“Businesses set for €6.5bn rescue package to save economy from collapse,” is this week’s splash. The paper reports that a €6.5bn business bailout package had been agreed in a bid to stave off a “complete collapse” in the economy resulting from the Covid-19 pandemic. However, a potential banana skin to the plan is that a crucial €2bn credit guarantee fund cannot be set up until a new government is formed.
In another front page story under the headline “Banks rule out third break on repayments” Ian Guider reports that banks will not offer a third blanket mortgage and business loan payment breaks for customers struggling due to Covid-19. The news comes after banks agreed to a second three-month payment holiday that will last until the end of September.
On page three, Roisin Burke reports that grocery delivery platform Buyme.ie has raised €2.5m in fresh funding. Company director Eamonn Quinn, son of the late supermarket legend Fergal, tells that the paper that the money will be used to fund expansion into the UK and Europe.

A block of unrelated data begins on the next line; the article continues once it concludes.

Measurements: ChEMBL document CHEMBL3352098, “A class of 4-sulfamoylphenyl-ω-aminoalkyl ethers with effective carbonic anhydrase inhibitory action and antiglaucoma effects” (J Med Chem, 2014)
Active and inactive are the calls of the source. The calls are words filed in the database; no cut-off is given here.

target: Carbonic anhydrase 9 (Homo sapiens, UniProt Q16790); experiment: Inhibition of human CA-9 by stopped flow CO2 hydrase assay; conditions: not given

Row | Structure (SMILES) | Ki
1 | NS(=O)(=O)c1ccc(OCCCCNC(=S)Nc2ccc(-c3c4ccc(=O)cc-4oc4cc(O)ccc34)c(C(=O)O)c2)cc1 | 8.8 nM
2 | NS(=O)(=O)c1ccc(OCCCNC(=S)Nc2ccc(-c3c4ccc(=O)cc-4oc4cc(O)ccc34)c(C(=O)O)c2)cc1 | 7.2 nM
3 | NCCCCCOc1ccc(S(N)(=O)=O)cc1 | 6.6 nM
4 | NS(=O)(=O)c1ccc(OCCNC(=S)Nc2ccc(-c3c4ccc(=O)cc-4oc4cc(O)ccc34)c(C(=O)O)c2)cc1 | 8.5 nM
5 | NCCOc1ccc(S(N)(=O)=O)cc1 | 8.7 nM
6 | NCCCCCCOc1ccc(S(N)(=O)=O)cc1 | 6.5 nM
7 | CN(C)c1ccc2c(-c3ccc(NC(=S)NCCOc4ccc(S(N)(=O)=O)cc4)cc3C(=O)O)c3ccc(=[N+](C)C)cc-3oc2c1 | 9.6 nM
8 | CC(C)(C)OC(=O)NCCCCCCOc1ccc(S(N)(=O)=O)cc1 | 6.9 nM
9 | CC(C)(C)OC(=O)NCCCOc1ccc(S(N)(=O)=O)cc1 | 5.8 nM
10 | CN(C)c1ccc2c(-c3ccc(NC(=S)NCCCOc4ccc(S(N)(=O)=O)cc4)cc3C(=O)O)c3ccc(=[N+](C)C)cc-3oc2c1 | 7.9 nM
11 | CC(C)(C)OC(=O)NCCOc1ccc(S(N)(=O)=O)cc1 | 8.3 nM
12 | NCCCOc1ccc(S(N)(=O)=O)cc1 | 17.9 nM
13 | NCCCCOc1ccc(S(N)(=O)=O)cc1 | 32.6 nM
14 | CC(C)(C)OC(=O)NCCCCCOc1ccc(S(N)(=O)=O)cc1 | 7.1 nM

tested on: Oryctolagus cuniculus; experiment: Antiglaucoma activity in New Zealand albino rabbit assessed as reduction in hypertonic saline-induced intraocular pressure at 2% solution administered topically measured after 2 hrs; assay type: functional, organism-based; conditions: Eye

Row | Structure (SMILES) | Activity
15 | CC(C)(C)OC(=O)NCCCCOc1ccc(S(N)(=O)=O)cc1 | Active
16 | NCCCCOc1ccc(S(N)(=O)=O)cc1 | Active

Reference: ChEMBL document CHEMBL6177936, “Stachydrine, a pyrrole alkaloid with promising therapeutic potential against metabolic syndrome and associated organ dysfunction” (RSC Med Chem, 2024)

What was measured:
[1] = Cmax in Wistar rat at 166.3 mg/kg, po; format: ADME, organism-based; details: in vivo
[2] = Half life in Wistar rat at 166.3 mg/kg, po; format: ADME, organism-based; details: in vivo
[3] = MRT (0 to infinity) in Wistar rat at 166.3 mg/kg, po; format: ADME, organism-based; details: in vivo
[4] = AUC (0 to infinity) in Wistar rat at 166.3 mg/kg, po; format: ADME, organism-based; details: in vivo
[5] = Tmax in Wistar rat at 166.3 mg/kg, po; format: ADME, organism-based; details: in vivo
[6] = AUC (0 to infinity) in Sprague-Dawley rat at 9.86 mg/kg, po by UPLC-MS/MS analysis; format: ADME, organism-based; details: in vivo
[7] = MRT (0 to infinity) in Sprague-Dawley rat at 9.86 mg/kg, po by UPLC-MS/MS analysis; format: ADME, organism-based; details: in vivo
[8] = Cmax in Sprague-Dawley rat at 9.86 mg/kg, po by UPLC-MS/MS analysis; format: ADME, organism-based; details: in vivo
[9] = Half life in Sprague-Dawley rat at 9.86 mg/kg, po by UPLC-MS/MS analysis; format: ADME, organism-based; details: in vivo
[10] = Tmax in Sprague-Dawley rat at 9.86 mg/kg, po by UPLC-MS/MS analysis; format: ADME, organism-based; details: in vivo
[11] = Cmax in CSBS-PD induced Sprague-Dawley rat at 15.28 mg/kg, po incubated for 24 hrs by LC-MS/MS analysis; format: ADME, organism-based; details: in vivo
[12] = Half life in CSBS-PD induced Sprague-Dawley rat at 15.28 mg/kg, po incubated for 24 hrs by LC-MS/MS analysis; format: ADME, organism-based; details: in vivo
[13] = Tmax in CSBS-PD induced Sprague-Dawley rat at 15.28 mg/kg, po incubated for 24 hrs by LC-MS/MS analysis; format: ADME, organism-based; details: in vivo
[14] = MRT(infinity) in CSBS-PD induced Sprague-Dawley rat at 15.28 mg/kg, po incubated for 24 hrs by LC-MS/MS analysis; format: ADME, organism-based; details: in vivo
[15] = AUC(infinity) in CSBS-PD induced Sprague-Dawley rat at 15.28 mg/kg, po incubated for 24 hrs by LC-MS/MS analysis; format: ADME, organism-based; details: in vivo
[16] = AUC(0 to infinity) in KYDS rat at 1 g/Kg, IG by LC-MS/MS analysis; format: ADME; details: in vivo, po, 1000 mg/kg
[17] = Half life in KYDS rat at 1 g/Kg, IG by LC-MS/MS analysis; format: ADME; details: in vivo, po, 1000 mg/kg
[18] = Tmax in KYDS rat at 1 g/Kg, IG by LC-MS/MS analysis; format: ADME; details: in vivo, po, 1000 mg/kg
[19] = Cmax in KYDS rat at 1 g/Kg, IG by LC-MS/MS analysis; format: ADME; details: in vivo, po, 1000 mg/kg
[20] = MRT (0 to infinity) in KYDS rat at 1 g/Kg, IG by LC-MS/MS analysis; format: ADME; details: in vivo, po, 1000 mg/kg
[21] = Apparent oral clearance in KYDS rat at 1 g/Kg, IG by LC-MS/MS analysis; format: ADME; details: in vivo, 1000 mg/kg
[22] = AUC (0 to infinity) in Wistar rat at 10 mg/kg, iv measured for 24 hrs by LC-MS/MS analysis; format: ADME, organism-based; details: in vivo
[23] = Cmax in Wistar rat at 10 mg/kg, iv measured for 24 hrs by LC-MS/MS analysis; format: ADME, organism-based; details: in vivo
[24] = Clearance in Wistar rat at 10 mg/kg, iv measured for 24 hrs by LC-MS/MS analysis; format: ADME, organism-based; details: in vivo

On page four, Peter Dwyer reports that tenants of Dublin’s Nutgrove Shopping Centre have been told that they could face enforcement action if they fail to pay rent and service costs. This story follows a report in the Sunday Independent two weeks ago that tenants in the Omni Park shopping centre in Santry were also being threatened with legal action over unpaid rents.
One of the worst hit industries from Covid-19 is the hotel sector but that hasn’t dimmed the optimism of Pat McCann, boss of hotel group Dalata. Announcing the company’s results at a virtual AGM last week McCann said Dalata was well positioned to weather the current downturn. “We have significant cash on the balance sheet to see us through for a very long period of time,” he said.
As the government announced the gradual easing of restrictions last week, there is lots of comment and analysis of how businesses will operate post-lockdown. Peter O’Dwyer has a piece looking at the fitness and leisure industry where social distancing is likely to prove difficult. “Every second piece of machinery, like a treadmill or a spin bike, might need to be disabled,” says one gym owner.
Meanwhile, Siobhan Maguire looks at how retailers will operate alongside Covid-19. The frequent use of steamers in clothes fitting rooms and self-measuring foot kits in shoe stores are just some of what clothing and footwear stores are considering. For hairdressers, both the customer and stylist will wear masks.
· Cavendish Capital, parent company of Irish hedge fund Abbey, saw profits fall by €4m last year
· ICON, the Dublin drug testing company, said Covid-19 had cost it almost €110m this quarter
· Monaghan forklift-maker Combilift said it would return to almost full production next week